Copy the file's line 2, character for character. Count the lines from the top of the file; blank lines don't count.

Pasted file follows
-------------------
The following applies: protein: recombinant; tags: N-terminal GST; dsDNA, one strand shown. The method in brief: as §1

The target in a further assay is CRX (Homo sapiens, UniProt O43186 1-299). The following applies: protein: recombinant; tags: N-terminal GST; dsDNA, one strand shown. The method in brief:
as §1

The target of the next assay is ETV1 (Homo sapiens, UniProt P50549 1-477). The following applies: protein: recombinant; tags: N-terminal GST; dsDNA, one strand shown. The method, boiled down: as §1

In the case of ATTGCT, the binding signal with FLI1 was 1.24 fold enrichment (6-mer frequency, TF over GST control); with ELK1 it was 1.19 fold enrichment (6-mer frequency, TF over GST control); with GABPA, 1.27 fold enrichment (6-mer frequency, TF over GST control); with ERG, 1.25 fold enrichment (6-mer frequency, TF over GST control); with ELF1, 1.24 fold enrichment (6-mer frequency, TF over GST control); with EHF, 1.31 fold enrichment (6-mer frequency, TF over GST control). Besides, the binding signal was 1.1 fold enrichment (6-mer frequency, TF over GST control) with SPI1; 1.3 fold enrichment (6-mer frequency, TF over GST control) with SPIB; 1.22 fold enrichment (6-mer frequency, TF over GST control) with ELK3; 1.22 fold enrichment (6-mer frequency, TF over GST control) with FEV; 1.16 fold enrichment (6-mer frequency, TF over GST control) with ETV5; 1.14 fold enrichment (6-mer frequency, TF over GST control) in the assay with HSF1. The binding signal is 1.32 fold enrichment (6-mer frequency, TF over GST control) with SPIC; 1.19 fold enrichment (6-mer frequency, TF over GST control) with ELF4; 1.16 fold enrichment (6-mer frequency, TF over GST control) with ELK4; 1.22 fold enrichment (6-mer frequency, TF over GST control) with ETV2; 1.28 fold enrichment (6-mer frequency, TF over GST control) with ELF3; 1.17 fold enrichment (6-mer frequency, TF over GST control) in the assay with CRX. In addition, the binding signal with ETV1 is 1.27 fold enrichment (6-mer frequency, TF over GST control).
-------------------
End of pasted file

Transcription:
The target in a further assay is CRX (Homo sapiens, UniProt O43186 1-299). The following applies: protein: recombinant; tags: N-terminal GST; dsDNA, one strand shown. The method in brief: